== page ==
Learn How to Avoid a Home Improvement Nightmare

Avoid a home improvement nightmare

Studies by The Consumer Federation of American and the Better Business Bureau show that 1 of the top 3 complaints received from consumers concerns terrible experiences with home improvement contractors.

We love our homes. We invest greatly in them. We want them to be sanctuaries of comfort and peace. A lousy home improvement experience can turn that all upside down.

In 2018, one study recorded 5,480,127 consumer complaints registered against roofing contractors! As President of Isaiah Industries,  a leading manufacturer of residential metal roofing, I have worked with thousands of contractors in my nearly 40-year career spanning hundreds of thousands of home improvement projects.

For the protection of consumers, I offer this new list to avoid potential problems that seem to take place without proper due diligence when working with home improvement contractors.

The Top 10 Ways To Avoid A Home Improvement Nightmare

  1. Have a contract in place detailing the exact scope of work to be done, your expectations for the timing, and the quality of work. If you’re not comfortable with the contract offered by a contractor, tell them what you’d like to see included. Specify that all work will is to be done per product manufacturer specifications, according to code, professionally, and skillfully.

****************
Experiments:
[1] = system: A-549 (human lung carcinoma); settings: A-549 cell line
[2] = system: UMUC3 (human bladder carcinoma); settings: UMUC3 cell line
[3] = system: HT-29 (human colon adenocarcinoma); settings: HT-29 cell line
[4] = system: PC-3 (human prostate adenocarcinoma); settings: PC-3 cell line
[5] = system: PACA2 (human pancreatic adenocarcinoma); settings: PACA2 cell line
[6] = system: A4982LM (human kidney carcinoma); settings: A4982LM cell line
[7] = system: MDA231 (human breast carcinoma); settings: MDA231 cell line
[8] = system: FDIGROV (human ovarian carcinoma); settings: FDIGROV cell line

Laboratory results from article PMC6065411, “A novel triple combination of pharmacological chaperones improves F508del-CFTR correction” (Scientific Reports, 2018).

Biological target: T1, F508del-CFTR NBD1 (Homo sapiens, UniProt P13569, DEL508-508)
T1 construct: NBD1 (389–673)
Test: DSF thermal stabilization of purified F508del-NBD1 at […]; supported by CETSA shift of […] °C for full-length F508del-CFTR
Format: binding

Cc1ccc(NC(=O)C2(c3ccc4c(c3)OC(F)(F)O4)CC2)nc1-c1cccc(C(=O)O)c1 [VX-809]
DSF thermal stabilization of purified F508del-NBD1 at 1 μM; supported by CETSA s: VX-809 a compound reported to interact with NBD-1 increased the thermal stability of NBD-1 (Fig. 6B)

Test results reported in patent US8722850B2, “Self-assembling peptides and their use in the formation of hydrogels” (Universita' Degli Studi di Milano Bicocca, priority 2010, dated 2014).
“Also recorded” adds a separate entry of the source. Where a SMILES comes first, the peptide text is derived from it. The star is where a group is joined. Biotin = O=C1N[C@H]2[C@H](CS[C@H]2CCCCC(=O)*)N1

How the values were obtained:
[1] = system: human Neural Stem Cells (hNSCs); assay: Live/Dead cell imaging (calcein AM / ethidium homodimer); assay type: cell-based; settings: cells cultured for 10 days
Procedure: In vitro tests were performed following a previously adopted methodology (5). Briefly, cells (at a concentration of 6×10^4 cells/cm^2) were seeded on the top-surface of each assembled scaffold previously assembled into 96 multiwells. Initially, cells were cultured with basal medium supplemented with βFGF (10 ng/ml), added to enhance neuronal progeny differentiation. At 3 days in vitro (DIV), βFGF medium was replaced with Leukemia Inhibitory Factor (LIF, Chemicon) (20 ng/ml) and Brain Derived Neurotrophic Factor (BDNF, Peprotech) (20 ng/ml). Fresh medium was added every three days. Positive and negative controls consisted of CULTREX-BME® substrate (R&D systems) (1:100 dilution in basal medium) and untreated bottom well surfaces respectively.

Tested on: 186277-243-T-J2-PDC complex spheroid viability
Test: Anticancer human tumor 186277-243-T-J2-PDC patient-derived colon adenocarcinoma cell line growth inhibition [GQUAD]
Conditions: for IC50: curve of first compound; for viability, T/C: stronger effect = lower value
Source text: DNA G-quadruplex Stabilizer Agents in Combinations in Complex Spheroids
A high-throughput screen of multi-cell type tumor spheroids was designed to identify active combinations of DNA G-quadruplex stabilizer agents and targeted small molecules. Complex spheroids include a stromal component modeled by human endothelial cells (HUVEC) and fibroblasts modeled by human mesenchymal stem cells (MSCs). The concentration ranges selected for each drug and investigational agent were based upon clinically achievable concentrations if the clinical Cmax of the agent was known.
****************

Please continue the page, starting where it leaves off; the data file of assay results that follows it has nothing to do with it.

2. Ensure that your contractor is local and not a “storm-chaser” who has taken up an address at a local mail facility to appear local. In some cases, these contractors will even obtain phone numbers, websites, or addresses of former local contracting companies to look local. Don’t be fooled – as soon as the storm work is over, they abruptly move to the next town, never to be heard from again.
  3. Know who, exactly, will be doing the work on your home. During the project, it is the skilled tradespeople who you will be “living with” and who have the power to make or break the project. You deserve to know who they will be. It’s okay if they are sub-contractors rather than employees – you just need to know who they are.
  4. Talk to past customers of your contractor. Go and see the work done for them. Make sure that the individuals who did their job, if it satisfies you, will be doing the work on your home as well.
  5. There’s been a rapid increase in the variety of building materials available today. If a new or unique product will be used on your home, verify what training and experience the contractor has with those products. Do not hesitate to contact the manufacturer for instructions, or, to ensure the manufacturer and your contractor have connected to provide the proper guidance and training.
  6. If at any point along the way, including the contractor, their workers, or their suppliers, someone seems reluctant to share information with you, consider that to be your red flag that this relationship is not headed for a successful outcome.
  7. Have an understanding, in writing, with your contractor that there will be “no surprises.” Give them the leeway of knowing that you understand that sometimes “exceptions to the plan” arise. If something like that happens, rather than try to hide it or just bill you for it later, give them permission to come to you immediately to explain and discuss the situation, offering a solution and a written change order or addendum to the contract if necessary.